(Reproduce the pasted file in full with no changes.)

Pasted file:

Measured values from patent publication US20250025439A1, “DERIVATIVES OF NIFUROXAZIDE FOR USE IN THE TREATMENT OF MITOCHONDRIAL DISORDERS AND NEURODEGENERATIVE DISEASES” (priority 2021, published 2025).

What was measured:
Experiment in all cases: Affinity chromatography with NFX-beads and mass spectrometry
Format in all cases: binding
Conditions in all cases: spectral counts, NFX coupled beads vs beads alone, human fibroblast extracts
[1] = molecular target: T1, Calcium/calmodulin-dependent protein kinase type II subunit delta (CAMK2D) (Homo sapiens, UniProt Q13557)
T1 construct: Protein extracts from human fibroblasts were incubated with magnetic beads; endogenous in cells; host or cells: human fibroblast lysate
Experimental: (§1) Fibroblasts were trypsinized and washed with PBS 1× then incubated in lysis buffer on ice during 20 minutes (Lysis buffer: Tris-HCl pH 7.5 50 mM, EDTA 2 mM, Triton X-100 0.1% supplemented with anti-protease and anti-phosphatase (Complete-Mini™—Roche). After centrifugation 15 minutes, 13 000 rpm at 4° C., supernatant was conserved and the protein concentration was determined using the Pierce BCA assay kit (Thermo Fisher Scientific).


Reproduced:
Measured values from patent publication US20250025439A1, “DERIVATIVES OF NIFUROXAZIDE FOR USE IN THE TREATMENT OF MITOCHONDRIAL DISORDERS AND NEURODEGENERATIVE DISEASES” (priority 2021, published 2025).

What was measured:
Experiment in all cases: Affinity chromatography with NFX-beads and mass spectrometry
Format in all cases: binding
Conditions in all cases: spectral counts, NFX coupled beads vs beads alone, human fibroblast extracts
[1] = molecular target: T1, Calcium/calmodulin-dependent protein kinase type II subunit delta (CAMK2D) (Homo sapiens, UniProt Q13557)
T1 construct: Protein extracts from human fibroblasts were incubated with magnetic beads; endogenous in cells; host or cells: human fibroblast lysate
Experimental: (§1) Fibroblasts were trypsinized and washed with PBS 1× then incubated in lysis buffer on ice during 20 minutes (Lysis buffer: Tris-HCl pH 7.5 50 mM, EDTA 2 mM, Triton X-100 0.1% supplemented with anti-protease and anti-phosphatase (Complete-Mini™—Roche). After centrifugation 15 minutes, 13 000 rpm at 4° C., supernatant was conserved and the protein concentration was determined using the Pierce BCA assay kit (Thermo Fisher Scientific).